Courtesy of UC Newsroom (www.ucr.edu) — A five-year, $3.93 million grant from the U.S. Department of Education will allow the University of California, Riverside to continue efforts to help Hispanic and low-income community college students on a path towards bachelor’s and advanced degrees in fields of science, technology, engineering and mathematics (STEM).
The grant will be used to continue to support student recruitment and retention activities for Hispanic and low-income students in both the Bourns College of Engineering (BCOE) and the College of Natural and Agricultural Sciences (CNAS), according to Chinya Ravishankar, associate dean of undergraduate education in BCOE and the lead principal investigator on the grant. Richard Cardullo, dean of life sciences in CNAS is co-principal investigator.
“This program is about creating and sustaining a pipeline to get these traditionally underrepresented students into STEM fields,” Cardullo said. “This has been part of UCR’s commitment over the years – it is consistent with our diverse student profile and one that we are extremely proud of.”
Ravishankar agreed, saying that between 8,000 and 10,000 students have gone through UCR-based STEM programs since their inception in 2004.
In those seven years the programs provided initial outreach through pre-matriculation and transfer support activities including summer bridge programs, academic advising, and hands-on design projects. For enrolled students, success programs include academic support, mentoring, STEM clubs and paid research opportunities. The new grant will enable these programs to continue as well as provide funds for some new opportunities.
“We propose to use technology to increase the range of our outreach. In the past, our staff has visited community colleges to talk to students and counselors about careers in engineering and science, and about academic preparation for these fields,” Ravishankar said. “We now plan to increase access, creating advising booths where the students can come at times that are convenient to them and meet with our advisors through teleconferencing.”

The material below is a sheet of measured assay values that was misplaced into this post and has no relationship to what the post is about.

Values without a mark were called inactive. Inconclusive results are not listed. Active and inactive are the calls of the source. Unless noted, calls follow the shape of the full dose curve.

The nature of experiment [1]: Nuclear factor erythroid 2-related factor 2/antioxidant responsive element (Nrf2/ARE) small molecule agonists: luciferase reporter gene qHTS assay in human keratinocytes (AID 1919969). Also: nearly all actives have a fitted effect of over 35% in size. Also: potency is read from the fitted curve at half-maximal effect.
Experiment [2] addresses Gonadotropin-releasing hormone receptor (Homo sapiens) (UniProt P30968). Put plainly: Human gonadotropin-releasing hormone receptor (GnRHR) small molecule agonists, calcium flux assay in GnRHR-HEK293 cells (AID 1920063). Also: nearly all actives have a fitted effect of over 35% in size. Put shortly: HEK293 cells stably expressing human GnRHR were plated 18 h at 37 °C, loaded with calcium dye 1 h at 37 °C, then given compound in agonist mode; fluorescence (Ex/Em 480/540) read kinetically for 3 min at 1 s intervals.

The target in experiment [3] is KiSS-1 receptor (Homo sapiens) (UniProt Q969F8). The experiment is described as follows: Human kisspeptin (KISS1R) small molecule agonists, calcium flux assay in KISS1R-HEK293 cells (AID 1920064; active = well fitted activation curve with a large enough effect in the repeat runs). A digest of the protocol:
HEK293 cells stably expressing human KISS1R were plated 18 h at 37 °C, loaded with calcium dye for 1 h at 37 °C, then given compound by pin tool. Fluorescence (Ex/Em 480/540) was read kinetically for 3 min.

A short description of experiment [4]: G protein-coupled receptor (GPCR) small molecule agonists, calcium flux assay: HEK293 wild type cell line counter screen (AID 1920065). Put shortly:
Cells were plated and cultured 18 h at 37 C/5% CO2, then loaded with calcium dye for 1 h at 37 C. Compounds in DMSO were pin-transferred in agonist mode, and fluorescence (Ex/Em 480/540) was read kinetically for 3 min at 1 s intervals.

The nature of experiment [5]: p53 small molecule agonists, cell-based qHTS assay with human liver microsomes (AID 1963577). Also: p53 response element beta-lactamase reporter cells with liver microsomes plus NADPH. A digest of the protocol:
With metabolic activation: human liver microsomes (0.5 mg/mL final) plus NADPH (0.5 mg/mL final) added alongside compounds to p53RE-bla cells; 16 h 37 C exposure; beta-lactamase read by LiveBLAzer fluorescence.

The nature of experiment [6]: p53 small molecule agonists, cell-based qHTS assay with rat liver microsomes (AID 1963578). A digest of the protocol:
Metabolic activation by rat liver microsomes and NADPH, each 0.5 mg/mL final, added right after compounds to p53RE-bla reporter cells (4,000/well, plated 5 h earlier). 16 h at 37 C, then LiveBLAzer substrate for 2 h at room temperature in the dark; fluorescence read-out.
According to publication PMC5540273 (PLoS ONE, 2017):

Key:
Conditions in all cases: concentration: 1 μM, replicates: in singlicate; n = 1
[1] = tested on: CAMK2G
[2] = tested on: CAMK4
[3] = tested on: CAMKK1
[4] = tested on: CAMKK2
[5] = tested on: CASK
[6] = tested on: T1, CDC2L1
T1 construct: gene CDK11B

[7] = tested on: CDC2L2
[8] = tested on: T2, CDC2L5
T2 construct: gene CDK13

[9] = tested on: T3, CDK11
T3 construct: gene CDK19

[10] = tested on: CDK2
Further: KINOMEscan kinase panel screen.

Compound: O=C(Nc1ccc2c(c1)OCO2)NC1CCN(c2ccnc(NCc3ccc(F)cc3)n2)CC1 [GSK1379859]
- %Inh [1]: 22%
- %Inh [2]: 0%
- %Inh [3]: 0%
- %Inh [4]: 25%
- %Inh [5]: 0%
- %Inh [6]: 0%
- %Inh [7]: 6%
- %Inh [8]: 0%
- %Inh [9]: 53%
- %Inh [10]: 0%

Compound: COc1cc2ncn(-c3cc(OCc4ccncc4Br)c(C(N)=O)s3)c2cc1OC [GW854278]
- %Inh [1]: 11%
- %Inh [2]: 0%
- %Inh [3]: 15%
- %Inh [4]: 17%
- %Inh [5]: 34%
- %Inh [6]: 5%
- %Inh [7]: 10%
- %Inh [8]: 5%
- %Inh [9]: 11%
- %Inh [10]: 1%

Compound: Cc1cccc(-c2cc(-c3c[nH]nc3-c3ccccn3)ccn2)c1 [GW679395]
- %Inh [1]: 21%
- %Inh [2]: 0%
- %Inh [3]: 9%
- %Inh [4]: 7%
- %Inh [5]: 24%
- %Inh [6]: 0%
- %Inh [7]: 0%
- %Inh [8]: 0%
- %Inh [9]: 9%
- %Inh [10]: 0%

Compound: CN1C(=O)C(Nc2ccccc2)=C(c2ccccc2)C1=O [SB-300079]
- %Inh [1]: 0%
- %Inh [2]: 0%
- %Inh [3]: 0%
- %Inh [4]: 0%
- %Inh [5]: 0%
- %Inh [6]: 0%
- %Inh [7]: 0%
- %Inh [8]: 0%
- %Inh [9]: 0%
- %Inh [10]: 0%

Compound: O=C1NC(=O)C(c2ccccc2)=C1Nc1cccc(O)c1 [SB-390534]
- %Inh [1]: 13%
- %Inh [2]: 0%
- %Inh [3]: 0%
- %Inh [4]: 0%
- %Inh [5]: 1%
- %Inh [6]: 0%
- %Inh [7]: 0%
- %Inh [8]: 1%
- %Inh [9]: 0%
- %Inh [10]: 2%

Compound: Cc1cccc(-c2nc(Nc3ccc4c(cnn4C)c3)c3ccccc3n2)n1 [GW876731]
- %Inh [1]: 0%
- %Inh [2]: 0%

Riverside City College, Moreno Valley Community College, and Mt. San Jacinto College are the formal partners on the grant, but Ravishankar said the outreach programs are applicable to any two-year college. “Our plan is to make the impact much broader,” he said. “We will reach out to the other community colleges, locally, throughout Southern California and statewide. The programs we develop are applicable to any community college.”
He emphasized that the goal of the program is to increase student interest, participation, and success in the STEM fields, and to help students to go on to earn degrees from the institution that best serve their needs, not just UCR.
“They meet with our students and staff, and experience the excitement of STEM by understanding UCR’s own STEM programs. But our goal is to get more students in the STEM areas, period,” he said. “If they go to UCLA, Cal Poly, Cal State San Bernardino, we will have succeeded, as long as they are in STEM.”
Ravishankar said that the STEM outreach program is a critical aspect of increasing the number of graduates in these areas of national importance.
“Engineering and science will be the primary drivers of social and economic change in the 21st century, so strength in these areas is critical to our future. Industry cannot function without a technically competent workforce,” Ravishankar said.